- Libya - Muammar Gaddafi - petrol
Battle for control of southern Libya
Oil wells, water supplies, border checks and illegal alien smuggling… Deep in southern Libya, the Tubus are masters of all they survey. Marginalized under Gaddafi, the Tubus helped bring him down. Now their plight is battling with neighboring Arab tribes to maintain control in the region. Their violent clashes have already claimed hundreds of lives. On the eve of elections, the situation is still a powder keg.
In the newsroom, we’d been receiving reports of deadly violence in southern Libya, first from Sabha and then from the town of Kufra. After making contact with the communities there, we decided to head to the region to investigate first-hand.
Members of the Tubu tribe, the black population living in southern Libya (as well as in neighbouring Chad and Niger), told us that fresh violence was breaking out in Kufra. They described shelling on civilian areas, and a conflict pitting the Tubus against the local Arab tribe, the Zwei, and with militias who had travelled south from Benghazi.
Kufra is deep in the south east of the country, an oasis in the Sahara. Heading down there involved a drive of more than 24 hours across the desert. Very little of the journey is on marked roads; the Tubus drive in pick-up trucks across the dunes, and know the sands of the Sahara by heart.
We arrived in the nearest village to Kufra, Rabyana. Piecemeal information about the conflict in Kufra was filtering through, via satellite phone. We were told that the two Tubu neighbourhoods of the town were under siege, with electricity and water supplies cut off. The situation remained confused, with very contradictory reports about the security conditions in town. Armed men and boys set off from the village to try and enter Kufra by force to evacuate injured civilians. Very little news filtered back of their perilous mission. After trying to arrange a safe passageway into the town for several days, we were informed the only way in was on foot across the desert, or by force.
But we still wanted to find out about the accounts of ethnic violence. In Sabha, a city in the south west of Libya, doctors had reported that some 50 people were killed in clashes dating back to March and April. Again, we were told that Tubu neighbourhoods there had come under fire. In Tayun, a large Tubu and Tuareg area, gunshot marks and shell damage is peppered through the streets. We met with residents who showed us rocket damage to their homes, and told us of relatives killed and injured. Hawa, a nurse, showed us mobile phone video footage of a devastated house, where she said her mother had been killed by shrapnel following a mortar attack.
Arab residents of Sabha we spoke to didn’t deny there’d been deadly violence. They told us they wanted to live in peace with their Tubu neighbours, as they had for most of the past 30 or 40 years. They said they didn’t know how or why the attacks and fighting had started. But it became clear that tensions between the different ethnic communities of Sabha have been brewing under the surface for years.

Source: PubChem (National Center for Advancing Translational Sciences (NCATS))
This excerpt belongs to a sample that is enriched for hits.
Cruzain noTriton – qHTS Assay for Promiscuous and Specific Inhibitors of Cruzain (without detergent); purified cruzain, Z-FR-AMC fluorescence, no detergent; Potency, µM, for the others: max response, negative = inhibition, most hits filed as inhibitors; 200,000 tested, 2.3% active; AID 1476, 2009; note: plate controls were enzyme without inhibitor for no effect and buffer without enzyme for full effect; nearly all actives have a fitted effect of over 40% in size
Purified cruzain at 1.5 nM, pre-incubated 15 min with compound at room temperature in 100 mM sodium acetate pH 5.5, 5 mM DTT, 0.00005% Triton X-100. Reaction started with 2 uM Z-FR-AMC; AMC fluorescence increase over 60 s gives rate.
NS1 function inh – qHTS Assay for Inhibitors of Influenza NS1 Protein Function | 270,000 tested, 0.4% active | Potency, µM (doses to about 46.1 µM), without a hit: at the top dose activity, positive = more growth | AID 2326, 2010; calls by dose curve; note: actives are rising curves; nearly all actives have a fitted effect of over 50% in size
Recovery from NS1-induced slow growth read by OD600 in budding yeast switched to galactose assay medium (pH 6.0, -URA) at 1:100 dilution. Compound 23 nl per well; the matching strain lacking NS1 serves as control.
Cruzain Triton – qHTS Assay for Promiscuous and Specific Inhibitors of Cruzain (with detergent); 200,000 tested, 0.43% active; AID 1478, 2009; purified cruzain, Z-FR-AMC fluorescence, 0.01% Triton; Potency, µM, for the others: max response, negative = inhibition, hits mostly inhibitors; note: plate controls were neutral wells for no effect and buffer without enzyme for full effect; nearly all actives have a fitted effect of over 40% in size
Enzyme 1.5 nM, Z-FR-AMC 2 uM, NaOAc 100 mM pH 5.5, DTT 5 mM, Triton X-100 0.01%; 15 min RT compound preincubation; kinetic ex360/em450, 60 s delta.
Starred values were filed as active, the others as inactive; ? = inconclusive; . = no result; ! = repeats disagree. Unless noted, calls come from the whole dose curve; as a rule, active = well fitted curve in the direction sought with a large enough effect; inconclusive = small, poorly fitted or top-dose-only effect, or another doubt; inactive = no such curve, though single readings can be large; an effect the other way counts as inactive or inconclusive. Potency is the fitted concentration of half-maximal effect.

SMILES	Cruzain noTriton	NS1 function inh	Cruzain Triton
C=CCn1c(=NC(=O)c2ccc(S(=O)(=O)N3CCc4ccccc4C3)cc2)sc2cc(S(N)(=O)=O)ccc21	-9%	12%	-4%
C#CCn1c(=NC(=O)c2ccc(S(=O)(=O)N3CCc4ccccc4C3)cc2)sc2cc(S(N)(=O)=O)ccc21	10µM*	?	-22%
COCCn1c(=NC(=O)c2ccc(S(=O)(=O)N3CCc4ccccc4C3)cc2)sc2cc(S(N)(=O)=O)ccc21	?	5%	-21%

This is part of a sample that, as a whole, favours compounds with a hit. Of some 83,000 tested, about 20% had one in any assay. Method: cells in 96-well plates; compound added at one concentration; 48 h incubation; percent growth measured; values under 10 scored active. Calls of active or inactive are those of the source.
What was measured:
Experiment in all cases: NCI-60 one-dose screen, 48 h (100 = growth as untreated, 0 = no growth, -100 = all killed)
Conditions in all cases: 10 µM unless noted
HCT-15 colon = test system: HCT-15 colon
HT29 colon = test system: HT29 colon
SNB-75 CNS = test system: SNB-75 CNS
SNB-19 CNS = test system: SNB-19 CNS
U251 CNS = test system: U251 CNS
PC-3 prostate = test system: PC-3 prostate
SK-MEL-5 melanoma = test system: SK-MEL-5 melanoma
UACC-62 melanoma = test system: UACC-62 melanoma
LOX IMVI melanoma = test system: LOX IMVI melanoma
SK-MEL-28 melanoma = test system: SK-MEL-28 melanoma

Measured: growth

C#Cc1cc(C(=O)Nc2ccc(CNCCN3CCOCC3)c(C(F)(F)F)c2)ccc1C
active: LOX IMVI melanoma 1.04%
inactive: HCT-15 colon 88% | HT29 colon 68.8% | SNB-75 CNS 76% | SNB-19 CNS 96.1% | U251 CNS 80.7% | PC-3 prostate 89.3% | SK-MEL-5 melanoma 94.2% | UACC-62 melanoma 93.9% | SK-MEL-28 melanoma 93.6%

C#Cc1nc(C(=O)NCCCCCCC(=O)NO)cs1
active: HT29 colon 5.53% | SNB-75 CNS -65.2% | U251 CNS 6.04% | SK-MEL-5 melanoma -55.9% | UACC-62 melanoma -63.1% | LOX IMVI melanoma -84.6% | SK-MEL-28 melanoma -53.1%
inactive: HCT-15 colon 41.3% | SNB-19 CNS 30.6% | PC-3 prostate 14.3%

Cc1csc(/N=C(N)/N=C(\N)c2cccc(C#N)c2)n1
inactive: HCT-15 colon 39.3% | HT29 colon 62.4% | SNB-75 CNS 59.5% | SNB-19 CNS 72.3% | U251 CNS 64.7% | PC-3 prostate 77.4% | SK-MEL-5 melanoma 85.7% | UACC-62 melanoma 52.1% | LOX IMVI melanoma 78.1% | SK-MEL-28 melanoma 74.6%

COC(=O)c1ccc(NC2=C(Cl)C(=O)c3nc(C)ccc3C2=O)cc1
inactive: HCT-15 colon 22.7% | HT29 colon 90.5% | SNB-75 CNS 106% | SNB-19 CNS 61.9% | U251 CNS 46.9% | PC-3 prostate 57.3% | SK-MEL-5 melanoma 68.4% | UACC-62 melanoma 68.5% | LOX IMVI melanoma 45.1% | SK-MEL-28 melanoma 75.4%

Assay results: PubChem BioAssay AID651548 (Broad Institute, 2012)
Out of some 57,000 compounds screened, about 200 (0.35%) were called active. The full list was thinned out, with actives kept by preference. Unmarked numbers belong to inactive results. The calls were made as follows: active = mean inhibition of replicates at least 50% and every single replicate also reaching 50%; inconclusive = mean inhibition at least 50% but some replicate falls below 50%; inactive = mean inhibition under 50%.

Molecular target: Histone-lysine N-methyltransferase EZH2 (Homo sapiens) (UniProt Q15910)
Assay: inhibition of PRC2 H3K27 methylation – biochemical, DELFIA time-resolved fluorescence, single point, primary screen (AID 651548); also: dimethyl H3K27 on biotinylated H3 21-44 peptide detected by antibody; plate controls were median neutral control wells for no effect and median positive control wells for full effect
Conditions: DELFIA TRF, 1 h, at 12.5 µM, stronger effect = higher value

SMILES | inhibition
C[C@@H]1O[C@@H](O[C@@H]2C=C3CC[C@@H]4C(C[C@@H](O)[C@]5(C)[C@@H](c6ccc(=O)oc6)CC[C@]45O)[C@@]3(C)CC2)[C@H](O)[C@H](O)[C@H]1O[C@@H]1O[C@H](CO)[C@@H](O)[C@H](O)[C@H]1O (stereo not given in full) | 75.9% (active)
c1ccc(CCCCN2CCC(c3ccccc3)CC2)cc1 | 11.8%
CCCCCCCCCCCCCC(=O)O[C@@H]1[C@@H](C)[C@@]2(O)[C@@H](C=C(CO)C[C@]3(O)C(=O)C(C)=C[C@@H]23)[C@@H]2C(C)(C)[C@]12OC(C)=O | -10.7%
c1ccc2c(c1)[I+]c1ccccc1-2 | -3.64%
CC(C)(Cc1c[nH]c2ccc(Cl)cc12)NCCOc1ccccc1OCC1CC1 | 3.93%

The difference between the Tubu areas of Sabha (or “Tubu villages”, as they’re known) is clear to see. The Khajera village, in particular, is extremely run down. It’s a dense slum of crumbling stone buildings and unpaved roads. A stark contrast to the modern, built-up parts of central Sabha, which are populated by Arabs or ethnically mixed. The leader of the Khajera village told us that the Tubus had been discriminated against under the Gaddafi regime, marginalized from public life. Many Tubus we met are bracing themselves to fight hard for their rights in this new, post-Gaddafi era.
In the south of Libya, as in the rest of the country, heavily-armed militias roam the streets. The Tubus have 7 separate militia brigades, still not incorporated into the national security forces. They fought as rebels against Gaddafi during the revolution and seized stocks of weapons and important military bases, still under their control. They’ve mounted checkpoints, they say, to ensure the security of this part of the country, which they basically consider as their own.
At a base near the Niger border, militia members proudly explain that it’s they, not the interim central government in Tripoli, who control the country’s southern frontiers. The militia members show us a haul of cannabis resin seized from smugglers. The trafficking of drugs, weapons, goods and even people is rife across this zone. It’s a passageway linking Mediterranean north Africa with the lawless Sahel (home to al Qaeda’s local wing), and then Sub-Saharan Africa beyond that. The Tubus themselves are seasoned smugglers; in our drives across the desert we came across their pick-up trucks crammed almost to bursting with parcels, goats and immigrants.
The porous borders and natural resources (water, petrol) of southern Libya make it strategically vital. Many Tubus say they are prepared to work with Libyan authorities, to co-operate in forging a post-Gaddafi state. But they’re also demanding their rights, and an end to discrimination and violence, if they’re going to hand over some of their control of the south.